FIG. 8 is a front view, in partial section, of a further preferred embodiment of the squeegee device of the present invention;
FIG. 9 is a view similar to FIG. 8 illustrating some of the various predetermined curvatures the squeegee device may assume;
FIG. 10 is an enlarged side view of the further preferred embodiment of the squeegee device of the present invention;
FIG. 11 is a cross-sectional view of a preferred squeegee blade arrangement of the squeegee device of the present invention;
FIG. 12 is a cross-sectional view similar to FIG. 11 depicting a range of strike angles which may be used in construction of squeegee blade members adapted for use in the squeegee device of the present invention; and
FIGS. 13A, 13B and 13C illustrate enlarged views of several embodiments of squeegee blade configurations which may be used in the squeegee device of the present invention.
Turning to the drawing figures, in particular FIGS. 1-7 and 10, it is revealed that the squeegee device of the present invention generally comprises a handle 1 and a blade arrangement, the blade arrangement being generally designated by reference numeral 2 and extending substantially transverse to the handle. According to this particular embodiment, the handle 1 is preferably integrally molded with a blade back means 3 and affixed to the blade back means 3 is a blade body 4 upon which is desirably mounted a blade means in the form of two blade members 5 and 6. It will be noted that the blade members 5 and 6 are angled away from the handle 1 so that when the squeegee device is drawn towards a user, the blade members 5 and 6 are in a trailing position.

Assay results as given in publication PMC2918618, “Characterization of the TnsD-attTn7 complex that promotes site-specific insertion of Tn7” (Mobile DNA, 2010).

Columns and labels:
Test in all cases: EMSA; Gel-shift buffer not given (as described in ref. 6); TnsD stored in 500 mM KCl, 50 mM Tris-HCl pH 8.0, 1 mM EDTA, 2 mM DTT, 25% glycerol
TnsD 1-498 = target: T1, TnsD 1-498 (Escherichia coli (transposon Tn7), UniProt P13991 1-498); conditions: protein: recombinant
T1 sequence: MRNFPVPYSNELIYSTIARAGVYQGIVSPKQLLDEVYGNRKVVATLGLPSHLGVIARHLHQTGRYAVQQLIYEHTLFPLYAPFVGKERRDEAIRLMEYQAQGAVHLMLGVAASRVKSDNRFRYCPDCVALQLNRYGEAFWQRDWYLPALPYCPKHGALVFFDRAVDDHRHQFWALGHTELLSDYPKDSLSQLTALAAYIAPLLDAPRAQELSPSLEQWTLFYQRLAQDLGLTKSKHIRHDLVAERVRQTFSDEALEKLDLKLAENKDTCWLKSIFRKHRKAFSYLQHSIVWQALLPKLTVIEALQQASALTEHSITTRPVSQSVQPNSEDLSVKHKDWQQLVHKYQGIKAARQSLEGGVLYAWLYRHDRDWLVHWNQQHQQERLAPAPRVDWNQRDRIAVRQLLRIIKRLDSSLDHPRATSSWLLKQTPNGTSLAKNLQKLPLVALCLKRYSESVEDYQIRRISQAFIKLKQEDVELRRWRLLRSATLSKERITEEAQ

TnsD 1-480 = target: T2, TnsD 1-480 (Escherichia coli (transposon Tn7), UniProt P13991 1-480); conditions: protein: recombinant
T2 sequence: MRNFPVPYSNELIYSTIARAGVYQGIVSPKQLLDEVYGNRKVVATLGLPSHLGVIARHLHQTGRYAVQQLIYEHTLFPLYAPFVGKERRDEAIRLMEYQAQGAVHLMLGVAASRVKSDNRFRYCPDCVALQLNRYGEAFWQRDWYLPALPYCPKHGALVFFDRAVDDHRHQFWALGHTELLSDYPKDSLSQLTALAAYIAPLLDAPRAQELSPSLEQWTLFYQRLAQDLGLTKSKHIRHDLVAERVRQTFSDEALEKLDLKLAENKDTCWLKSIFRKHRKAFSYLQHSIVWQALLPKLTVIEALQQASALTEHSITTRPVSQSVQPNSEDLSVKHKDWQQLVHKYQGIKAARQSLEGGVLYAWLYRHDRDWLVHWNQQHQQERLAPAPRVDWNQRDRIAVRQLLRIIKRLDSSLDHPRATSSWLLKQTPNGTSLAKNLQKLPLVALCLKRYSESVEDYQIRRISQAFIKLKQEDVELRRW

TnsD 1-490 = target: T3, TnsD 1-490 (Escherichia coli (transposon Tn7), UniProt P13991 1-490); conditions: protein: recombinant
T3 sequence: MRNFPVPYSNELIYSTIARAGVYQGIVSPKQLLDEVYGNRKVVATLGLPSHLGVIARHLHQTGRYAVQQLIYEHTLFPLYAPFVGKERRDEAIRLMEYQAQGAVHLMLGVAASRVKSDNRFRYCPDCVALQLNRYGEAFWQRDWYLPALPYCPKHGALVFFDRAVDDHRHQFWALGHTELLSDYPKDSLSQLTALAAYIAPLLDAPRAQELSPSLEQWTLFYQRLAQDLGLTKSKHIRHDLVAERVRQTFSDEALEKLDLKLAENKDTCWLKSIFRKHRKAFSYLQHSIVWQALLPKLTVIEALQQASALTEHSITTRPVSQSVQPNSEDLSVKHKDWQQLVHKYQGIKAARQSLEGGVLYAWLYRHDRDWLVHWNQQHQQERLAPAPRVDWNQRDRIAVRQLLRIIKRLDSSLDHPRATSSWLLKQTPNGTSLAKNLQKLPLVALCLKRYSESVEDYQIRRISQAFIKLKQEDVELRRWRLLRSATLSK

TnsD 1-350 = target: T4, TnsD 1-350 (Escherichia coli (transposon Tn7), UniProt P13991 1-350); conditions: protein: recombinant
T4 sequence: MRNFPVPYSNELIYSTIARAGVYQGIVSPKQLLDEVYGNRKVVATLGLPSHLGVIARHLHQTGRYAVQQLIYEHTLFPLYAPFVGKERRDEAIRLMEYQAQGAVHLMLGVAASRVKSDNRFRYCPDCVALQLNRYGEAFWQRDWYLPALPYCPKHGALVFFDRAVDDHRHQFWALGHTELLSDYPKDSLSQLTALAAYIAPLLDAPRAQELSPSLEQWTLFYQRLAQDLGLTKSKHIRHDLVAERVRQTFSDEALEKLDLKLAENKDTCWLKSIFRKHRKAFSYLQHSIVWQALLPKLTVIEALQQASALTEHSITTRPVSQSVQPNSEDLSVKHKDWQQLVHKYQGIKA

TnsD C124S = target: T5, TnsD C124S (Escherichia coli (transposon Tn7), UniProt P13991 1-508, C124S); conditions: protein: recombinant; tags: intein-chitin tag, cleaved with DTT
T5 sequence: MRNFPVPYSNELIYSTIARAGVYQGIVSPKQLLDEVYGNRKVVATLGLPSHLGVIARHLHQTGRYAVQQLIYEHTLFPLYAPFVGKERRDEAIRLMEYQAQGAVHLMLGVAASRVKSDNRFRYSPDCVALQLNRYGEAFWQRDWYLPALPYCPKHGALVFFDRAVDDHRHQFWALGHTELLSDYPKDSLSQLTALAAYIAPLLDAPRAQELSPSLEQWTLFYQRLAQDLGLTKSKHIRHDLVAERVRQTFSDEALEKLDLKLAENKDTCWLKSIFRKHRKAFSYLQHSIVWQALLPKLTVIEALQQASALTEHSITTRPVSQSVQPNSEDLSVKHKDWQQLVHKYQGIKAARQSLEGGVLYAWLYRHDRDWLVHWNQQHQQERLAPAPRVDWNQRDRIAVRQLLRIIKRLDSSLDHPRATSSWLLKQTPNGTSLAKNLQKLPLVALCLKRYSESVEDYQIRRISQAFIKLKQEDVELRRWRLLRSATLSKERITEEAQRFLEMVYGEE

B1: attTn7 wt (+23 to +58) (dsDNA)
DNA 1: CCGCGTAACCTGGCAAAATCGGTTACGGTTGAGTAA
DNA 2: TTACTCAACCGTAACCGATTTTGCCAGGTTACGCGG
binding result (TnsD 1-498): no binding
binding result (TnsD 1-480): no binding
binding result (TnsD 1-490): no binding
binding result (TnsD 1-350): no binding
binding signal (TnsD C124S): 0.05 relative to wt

It will be noted that the blade back 3 preferably has a concave curvature in its longitudinal direction, i.e., in a direction substantially transverse to the handle 1, similar to the manner shown in the figures.
As can be seen in FIG. 8, which shows a further embodiment of the instant invention, a handle socket 10 is provided into which a handle is removably insertable. The socket 10 is preferably molded integrally with the blade back means 3, although it may be suitably attached by mechanical means such as adhesives or fasteners, if desired. This figure illustrates a partial sectional view revealing a preferable arrangement wherein the blade back means 3 (shown in dashed line) has mounted thereto the blade body 4. The blade body is secure to the blade back means preferably by an adhesive or some other suitable arrangement and preferably extends beyond the ends of the blade back means. Blade members 5 and 6 depend from the blade body 4. The blade body desirably extends beyond the blade back means such that the longitudinal ends of the squeegee device are formed of soft yieldable material, i.e., the material of the blade body and the blade members, whereby damage will not occur to the surface being wiped if the squeegee ends are scraped against the surface.